Auxiliary back-up and trailer coupling device for motor vehicles

- Robert Bosch GmbH

An auxiliary back-up and trailer coupling device for motor vehicles includes ultrasonic sensors mounted on the motor vehicle. The ultrasonic sensors transmit and receive sound waves, and are linked to a control and display device. The device permits the position of a trailer unit that is equipped with a coupling device and arranged behind the motor vehicle to be exactly determined. The trailer is equipped with a coupling device, preferably a tow bar, and has an additional transmitting and receiving ultrasonic sensor.

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Description

BACKGROUND OF THE INVENTION

The present invention is directed to an auxiliary back-up and trailer coupling device for motor vehicles which employs ultrasonic sensors. The ultrasonic sensors are mounted on the motor vehicle, are capable of both transmitting and receiving, and are linked to a control unit and display device.

Providing motor vehicles with so-called collision-warning devices, which employ ultrasonic sensors to detect the distance to other objects in the immediate vicinity of the vehicle, is generally known. Such collision-warning devices are designed to emit warning signals when the distance between the vehicle and the objects falls below a predetermined minimum clearance.

Known collision-warning devices, which work according to the echo-sounding principle, are preferably mounted in the rear vehicle area and irradiate sound waves to the rear of the vehicle in an area that cannot be seen by the driver of the motor vehicle. However, such devices give the driver only very general information about whether an obstacle is situated in the rear area of the motor vehicle and what clearance this obstacle has from the motor vehicle.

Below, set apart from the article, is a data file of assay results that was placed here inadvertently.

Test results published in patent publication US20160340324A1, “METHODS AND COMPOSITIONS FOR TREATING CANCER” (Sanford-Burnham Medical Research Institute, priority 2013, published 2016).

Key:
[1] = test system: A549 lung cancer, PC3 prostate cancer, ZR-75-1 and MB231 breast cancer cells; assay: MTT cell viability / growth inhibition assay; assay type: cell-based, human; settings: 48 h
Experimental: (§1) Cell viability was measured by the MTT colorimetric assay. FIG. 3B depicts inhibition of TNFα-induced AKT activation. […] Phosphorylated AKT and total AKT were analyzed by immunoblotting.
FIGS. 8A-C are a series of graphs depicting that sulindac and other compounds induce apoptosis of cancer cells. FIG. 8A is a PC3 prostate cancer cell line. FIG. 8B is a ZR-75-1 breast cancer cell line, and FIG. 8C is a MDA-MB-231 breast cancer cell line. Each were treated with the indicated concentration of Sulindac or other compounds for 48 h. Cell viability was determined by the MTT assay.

Unfortunately, such known collision warning devices are inadequate in many situations. In particular, when a vehicle having a coupling is being backed-up to engage (i.e., hitch) a trailer, the only information provided by the known collision warning devices is that an obstacle is present. It would be desirable to have information about the exact position of the trailer's tow bar with respect to the coupling of the motor vehicle.

In particular, damage often occurs when trailers are being hitched to towing vehicles because the coupling of the motor vehicle often does not exactly meet with the trailer tow bar. Since the trailer tow bar is generally an eye ring or a ball head and has relatively small dimensions and reflects poorly, the known echo sounding method employing ultrasonic sensors is unsuitable.

Furthermore, the use of infrared sensors, in addition to the ultrasonic sensors, has been proposed. However, when these sensors are installed so as to be immovable, they disadvantageously cover only a relatively narrow range. As a result, they cannot locate with certainty the tow-bar head of a trailer, for example. Moreover, infrared emitters are very sensitive to pollution. This inhibits their ability to function properly, especially for use with trucks. In addition, infrared emitters have the undesired characteristic of reacting to the effects of outside light, rendering applications under strong insolation (e.g., exposure to sunlight) virtually impossible.

Thus, there exists a need for an auxiliary back-up and coupling device permitting objects situated in the rear area of a motor vehicle, and in particular in the head of a tow bar, to be reliably recognized and positioned. The device preferably employs only one sensor type and remains effective even under difficult environmental conditions.

SUMMARY OF THE INVENTION

The present invention provides a device which meets the above needs. The present invention does so by providing a device for assisting a driver of a motor vehicle to back-up and hitch a trailer equipped with a coupling device which includes ultrasonic sensors mounted on the motor vehicle, a control unit, a display device, and an additional ultrasonic sensor allocated to the coupling device of the trailer. The ultrasonic sensors are adapted to transmit and receive sound waves. The control unit is coupled with the ultrasonic sensors and has an output. The display device has an input coupled with the output of the control unit. The additional ultrasonic sensor is adapted to transmit and receive sound waves.

With the present invention, when a coupling device is allocated to the motor vehicle, and the tow bar of the trailer has an additional ultrasonic sensor which transmits and receives sound waves, exact positioning of the tow-bar head of the trailer relative to a coupling mouth on the motor vehicle is possible.